Australian-based global shipbuilding company Austal has released some significant management changes and insight into its Australian strategy during an official conference call and via the Austal Annual Report 2023.
To continue reading the rest of this article, please log in.
Create free account to get unlimited news articles and more!
Austral detailed that its total revenue for the year increased by 10.9 per cent in financial year 2023 – although earnings were negatively impacted with a further writedown on the recently commenced Towing, Salvage, and Rescue Ships program and an expected annual loss of $13.8 million – during a conference call on 31 August.
“Austal delivered nine ships in FY2023 and maintained a strong balance sheet, while allocating considerable enhancing capital as we strengthened our strategic position in the US defence shipbuilding sector,” said Austal chief executive officer Paddy Gregg.
“This year has been exceptional in terms of contract wins in the US business and puts significant future stability back into the business. Clearly the investment, in partnership with our major customer, in adding a steel production line to our aluminium capability has been money well spent.
“We made significant investments in the USA with both completion of the San Diego service centre investment and the arrival of the floating dock, enabling future revenue growth in line with our business case.
“In Australia, we delivered four defence vessels of the Evolved Cape Class patrol boats to the Royal Australian Navy. If we look back over the last five years, we have delivered 25 ships from the Australian business which is very impressive considering the challenges of COVID-19.
“We await the outcomes of the independent analysis into the Navy’s surface combatant fleet review due in October 2023. The Defence Strategic Review was well received and encouraging on several items, including clarity around the build of Tier 2 ships in Western Australia, an immediate need for medium and heavy landing craft, and a recognition of the importance of continuous naval shipbuilding. These are all indicators of a positive outlook for shipbuilding opportunities in Henderson.
“The next opportunity is the Army’s independent littoral manoeuvre vessel (Army Landing Craft). Austal is seeking to establish its position as the ultimate sovereign Defence prime contractor in Australia, and we continue to assess inorganic and acquisition opportunities in the sector and what the defence precinct post the review’s outcomes will yield.
“As the Defence Strategic Review increases the size of the Navy fleet over coming years, there will be more vessel sustainment activities being undertaken in Perth, Darwin and Cairns, where we are already established.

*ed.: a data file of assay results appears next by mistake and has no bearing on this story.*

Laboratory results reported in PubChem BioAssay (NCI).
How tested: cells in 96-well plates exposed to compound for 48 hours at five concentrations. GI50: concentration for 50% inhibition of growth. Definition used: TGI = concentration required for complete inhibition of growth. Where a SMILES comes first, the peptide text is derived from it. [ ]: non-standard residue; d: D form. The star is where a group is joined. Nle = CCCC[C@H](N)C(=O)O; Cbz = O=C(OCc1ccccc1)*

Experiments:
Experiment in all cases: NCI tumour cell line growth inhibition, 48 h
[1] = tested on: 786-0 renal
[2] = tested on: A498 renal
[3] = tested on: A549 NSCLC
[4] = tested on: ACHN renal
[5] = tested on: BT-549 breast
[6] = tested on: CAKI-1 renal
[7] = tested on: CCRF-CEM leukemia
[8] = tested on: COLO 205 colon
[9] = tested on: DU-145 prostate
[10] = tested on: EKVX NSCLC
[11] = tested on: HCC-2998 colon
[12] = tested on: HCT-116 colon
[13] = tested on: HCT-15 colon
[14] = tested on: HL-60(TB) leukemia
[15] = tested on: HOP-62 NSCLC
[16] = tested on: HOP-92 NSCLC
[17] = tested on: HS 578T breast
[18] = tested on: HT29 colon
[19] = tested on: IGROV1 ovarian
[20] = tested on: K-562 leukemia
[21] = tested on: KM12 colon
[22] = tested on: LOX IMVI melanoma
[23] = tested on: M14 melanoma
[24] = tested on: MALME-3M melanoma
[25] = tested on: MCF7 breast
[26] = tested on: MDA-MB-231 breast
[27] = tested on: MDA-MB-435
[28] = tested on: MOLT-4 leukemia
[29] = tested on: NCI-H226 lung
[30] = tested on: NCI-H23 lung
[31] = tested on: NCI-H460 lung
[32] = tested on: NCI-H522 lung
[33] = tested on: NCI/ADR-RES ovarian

“The Defence Strategic Review indicated a commitment to Western Australia and consolidation to create a defence precinct, with a desire for continuous naval shipbuilding.”
Gregg also detailed an upcoming company development focus on autonomy, outlined as a pillar of AUKUS, with progress achieved on EPF 13, Overload Unmanned Service Vessel 3 and Saildrone as a future revenue stream in the US and Australia.
“Austal research and development is focusing on technologies for emissions reduction, autonomous operations and reduced crewing,” he said.
“On the back of delivering EPF 13 and its autonomous capability to the US Navy, in Australia, Austal began a patrol boat autonomy trial, sponsored by the Commonwealth’s Warfare Innovation Navy Branch.
“This program is converting a decommissioned Armidale Patrol Boat (the PBAT Sentinel) to autonomous operations in order to better understand the use and capabilities of future autonomous platforms.
“The autonomous functionality is being delivered through the integration of the proven L3Harris autonomous navigation capability and extensions to the Austal MARINELINK Control and Monitoring solution.
“This program is progressing well, with sea trials anticipated in the second half of 2023 calendar year.”
In management change, the resignation of Austral USA president Rusty Murdaugh has directed the company to appoint global support business manager Michelle Kruger as the Austal USA interim president.
“Prior to joining Austal USA 12 months ago, Michelle was vice-president of operations at General Dynamics Bath Iron Works where she led approximately 4,000 men and women and established a process disciplined approach to maximise safety and first-time quality,” said Gregg.
“In the past 12 months she has also led the pursuit of future government and commercial business opportunities and post-delivery initiatives.
“Rusty was promoted from chief financial officer to president during a period of considerable uncertainty for the USA business, and in his time as AUSA president, numerous shipbuilding orders, potentially worth billions of dollars have been secured for the business, which will underpin our USA operations for the next decade and beyond.”